The growing belief that money can be made from ripening conditions has sparked large-scale investment, not least at Nyetimber, a veteran vineyard in Kent. It is run by Dutchman Eric Heerema, who plans to quadruple acreage to 60 hectares. Chapel Downs is adding 500 hectares over four years, and Three Choirs in more northerly Gloucestershire are experimenting with ways to ripen grapes under polytunnels.
'Sparkling wine started doing extremely well in competitions and made people think they could make money out of vineyards here. It was a business chance and people took it,' said Ms Trustram Eve. 'The UK market for sparkling wine is very buoyant. The English like it; only the French drink more. The price is also good for such a premium product.'
Mr Elias added: 'When you win awards, people take notice. This attracts investment, especially being so near to the market: the English love sparkling wine, and there's 30 million of them in the southeast and London, the richest city in Europe.'
But why now, all of a sudden? 'We have had a very good run in crop yields, possibly due to climate change, and we're getting good, often award-winning vintages, year on year,' Ms Trustram Eve said.
Aha. Global warming. It was always quipped that England would be the sole country on Earth looking forward to climate change, and now that the Earth is doomed, it finally gets an award-winning wine industry.
England officially has just noted its hottest spring on record - the last five years also have been the warmest on record - but English winemakers do not solely praise the weather.
England can grow vines successfully at a latitude north of 50 degrees (the normal limit for wine making) due to the Gulf Stream and has done so ever since the Romans brought vines with their togas. In the early Middle Ages, England enjoyed a warm spell, making enough wine to export to France. Things started to go perry-shaped when Henry VIII closed the monasteries, which ran most vineyards, and the hot spell gradually cooled.
Wine drinking itself petered out after a 1703 treaty put high duties on French wine, prompting the English to turn to gin or fortified tipples from Spain and Portugal. Viticulture did not recover until the 1970s, when the English lapped up German wines such as riesling.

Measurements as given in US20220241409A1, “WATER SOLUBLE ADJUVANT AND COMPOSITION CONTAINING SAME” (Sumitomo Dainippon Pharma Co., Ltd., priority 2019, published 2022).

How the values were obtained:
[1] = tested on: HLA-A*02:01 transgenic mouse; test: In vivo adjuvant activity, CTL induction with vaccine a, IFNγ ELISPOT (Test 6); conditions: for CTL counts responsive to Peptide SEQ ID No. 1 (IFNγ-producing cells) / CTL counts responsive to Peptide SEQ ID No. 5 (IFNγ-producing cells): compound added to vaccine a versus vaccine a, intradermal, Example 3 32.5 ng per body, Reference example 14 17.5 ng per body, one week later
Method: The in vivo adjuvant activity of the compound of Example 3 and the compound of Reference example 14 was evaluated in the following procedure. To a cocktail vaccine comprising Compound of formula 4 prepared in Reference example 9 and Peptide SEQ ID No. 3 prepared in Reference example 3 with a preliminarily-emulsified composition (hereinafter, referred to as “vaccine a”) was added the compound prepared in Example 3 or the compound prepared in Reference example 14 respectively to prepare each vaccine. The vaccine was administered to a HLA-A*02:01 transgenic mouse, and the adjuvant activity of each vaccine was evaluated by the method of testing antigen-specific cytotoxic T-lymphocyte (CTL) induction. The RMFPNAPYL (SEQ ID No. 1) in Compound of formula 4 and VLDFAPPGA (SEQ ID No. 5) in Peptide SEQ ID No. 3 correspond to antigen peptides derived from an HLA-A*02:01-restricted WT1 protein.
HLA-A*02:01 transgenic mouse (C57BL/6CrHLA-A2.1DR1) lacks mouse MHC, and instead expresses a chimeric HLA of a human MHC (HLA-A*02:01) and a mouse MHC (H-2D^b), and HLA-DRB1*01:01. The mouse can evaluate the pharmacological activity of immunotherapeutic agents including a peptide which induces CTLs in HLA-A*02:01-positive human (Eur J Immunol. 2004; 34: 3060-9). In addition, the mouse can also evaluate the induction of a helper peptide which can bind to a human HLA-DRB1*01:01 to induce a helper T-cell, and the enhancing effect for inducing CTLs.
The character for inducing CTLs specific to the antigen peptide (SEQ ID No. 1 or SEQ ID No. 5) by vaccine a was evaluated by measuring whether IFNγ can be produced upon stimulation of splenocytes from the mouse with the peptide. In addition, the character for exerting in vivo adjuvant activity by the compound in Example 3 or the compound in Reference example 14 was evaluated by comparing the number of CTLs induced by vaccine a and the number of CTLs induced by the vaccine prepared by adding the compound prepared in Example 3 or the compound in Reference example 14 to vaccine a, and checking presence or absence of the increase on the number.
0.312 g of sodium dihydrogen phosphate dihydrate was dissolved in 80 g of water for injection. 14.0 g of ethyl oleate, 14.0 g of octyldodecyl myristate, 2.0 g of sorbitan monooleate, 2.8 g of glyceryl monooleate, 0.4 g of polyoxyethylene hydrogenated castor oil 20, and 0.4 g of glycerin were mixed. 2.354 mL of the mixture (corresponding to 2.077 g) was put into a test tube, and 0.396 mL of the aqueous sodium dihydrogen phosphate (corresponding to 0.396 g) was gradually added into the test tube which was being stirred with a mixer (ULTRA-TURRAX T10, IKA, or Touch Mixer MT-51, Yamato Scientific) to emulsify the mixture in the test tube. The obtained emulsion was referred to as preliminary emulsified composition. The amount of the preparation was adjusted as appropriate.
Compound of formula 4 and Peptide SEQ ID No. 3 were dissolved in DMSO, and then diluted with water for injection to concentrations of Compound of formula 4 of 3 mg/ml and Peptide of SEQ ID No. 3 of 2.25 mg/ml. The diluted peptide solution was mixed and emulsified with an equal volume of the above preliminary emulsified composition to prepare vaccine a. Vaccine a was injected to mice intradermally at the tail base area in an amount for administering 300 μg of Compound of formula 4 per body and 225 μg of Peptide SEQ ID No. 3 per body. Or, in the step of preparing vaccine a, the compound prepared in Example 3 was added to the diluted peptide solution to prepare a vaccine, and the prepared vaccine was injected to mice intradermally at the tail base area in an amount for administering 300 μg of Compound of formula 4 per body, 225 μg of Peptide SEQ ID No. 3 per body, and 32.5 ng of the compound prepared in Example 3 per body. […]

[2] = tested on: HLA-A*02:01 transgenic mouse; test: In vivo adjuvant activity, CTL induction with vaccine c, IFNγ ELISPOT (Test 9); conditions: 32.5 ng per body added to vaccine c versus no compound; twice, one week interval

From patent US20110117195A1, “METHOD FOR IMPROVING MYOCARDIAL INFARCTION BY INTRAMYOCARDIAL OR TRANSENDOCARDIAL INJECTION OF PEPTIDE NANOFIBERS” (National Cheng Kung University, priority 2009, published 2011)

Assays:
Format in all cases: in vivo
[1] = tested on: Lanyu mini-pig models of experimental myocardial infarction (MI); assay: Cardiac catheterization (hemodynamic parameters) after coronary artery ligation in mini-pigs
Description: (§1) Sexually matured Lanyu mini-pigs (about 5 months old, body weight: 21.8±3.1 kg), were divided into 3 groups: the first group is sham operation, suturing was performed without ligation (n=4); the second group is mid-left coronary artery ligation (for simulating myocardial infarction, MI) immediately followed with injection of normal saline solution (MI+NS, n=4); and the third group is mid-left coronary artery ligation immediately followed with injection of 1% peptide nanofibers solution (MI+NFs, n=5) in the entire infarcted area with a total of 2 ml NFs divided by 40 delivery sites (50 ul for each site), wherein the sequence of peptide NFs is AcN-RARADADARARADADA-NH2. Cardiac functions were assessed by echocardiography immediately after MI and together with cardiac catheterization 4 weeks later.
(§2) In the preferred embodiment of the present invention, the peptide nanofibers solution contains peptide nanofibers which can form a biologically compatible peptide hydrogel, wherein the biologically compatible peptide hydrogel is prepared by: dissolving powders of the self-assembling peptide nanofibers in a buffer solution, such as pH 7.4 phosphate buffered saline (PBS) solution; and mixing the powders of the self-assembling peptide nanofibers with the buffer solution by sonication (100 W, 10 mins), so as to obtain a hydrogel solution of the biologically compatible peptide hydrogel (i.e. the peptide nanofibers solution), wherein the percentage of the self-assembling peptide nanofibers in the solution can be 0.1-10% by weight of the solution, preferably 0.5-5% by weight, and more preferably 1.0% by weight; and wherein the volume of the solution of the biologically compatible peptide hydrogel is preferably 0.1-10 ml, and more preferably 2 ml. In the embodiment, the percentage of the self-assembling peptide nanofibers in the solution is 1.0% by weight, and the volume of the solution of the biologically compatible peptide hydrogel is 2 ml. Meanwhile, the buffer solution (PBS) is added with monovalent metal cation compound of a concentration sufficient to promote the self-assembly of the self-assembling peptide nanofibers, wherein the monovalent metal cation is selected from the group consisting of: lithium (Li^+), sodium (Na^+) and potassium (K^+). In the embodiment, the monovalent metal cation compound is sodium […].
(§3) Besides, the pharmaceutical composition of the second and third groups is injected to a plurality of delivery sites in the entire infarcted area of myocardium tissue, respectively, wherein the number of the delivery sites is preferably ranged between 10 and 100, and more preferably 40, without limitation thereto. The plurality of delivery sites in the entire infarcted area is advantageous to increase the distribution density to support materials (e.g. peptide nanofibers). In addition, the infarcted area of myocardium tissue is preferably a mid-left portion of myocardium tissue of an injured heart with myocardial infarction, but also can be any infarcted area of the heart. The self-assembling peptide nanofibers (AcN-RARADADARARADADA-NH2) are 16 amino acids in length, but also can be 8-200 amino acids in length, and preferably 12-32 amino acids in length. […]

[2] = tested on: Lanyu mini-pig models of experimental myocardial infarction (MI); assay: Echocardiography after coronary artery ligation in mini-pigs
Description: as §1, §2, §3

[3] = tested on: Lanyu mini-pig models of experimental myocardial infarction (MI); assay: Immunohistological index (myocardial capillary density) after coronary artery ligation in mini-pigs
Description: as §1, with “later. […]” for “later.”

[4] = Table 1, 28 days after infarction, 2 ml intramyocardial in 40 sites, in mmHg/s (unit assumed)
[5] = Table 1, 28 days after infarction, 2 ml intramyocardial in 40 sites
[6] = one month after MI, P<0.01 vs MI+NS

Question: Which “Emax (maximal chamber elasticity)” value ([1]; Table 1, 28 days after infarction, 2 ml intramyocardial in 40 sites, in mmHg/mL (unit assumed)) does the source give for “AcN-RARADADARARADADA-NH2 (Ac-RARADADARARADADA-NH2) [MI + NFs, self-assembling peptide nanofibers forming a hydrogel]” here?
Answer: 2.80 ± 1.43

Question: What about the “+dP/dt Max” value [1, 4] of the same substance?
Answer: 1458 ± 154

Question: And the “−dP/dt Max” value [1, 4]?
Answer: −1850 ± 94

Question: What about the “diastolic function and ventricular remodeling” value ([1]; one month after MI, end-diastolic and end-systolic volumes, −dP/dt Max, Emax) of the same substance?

But things have changed. 'England has done quite well in medals, largely because the style of wines we are producing are more popular,' said Thomas Shaw, managing director at Three Choirs vineyard in Gloucestershire. 'Softer, more gentle varieties are in vogue, whereas the big and blowsy wines from hotter countries are not. Bacchus, for example, is in vogue, whereas the New Zealand sauvignon is fading, as are oak-matured wines.'
So global trends, not global warming? 'The growing conditions have always been different here, much better suited to gentle, fruitier, more delicate wines,' Mr Shaw said. 'It's cooler. More people are planting grapes in cooler climates now, because of the wine it produces. More vineyards are up in cooler Alsace and the Loire, and Victoria in Australia and Tasmania.'
Mr Elias said: 'We also have changed the grapes. In the '70s and '80s, we grew a generic grape, such as riesling, but that has changed as fashion has changed. We've got the right grapes for the right conditions.
'It has be said. There's resistance, sure, especially to the reds, and some is justified. But the awards prove we can make top sparkling wine and whites.'
The future for English wine may have a warm glow about it, but there is a long way to go. Even though the International Wine Challenge awards prompted a barrage of letters, The Guardian's former wine critic, Malcolm Gluck, stormed on the letters page: 'In the view of most wine critics and retailers, and in spite of warmer summers, English wine is still very much a joke. Only seven vineyards can grow interesting grapes and make acceptable wine.'
But given English wine history, surely even 'acceptable' is an improvement?